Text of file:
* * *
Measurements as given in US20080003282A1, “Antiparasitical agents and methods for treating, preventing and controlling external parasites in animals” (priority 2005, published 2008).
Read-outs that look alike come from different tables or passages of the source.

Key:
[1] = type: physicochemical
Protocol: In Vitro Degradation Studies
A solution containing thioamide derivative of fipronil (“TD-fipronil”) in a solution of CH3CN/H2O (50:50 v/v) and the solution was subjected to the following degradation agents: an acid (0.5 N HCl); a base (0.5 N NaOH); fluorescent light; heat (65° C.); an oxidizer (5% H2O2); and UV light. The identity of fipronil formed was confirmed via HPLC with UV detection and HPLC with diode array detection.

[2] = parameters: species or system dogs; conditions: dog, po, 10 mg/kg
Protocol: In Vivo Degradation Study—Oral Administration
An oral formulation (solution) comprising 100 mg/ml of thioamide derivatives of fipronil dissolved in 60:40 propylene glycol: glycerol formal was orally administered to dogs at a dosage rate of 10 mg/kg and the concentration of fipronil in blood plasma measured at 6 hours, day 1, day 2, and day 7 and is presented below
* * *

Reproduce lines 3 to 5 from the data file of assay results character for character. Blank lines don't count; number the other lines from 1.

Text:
Key:
[1] = type: physicochemical
Protocol: In Vitro Degradation Studies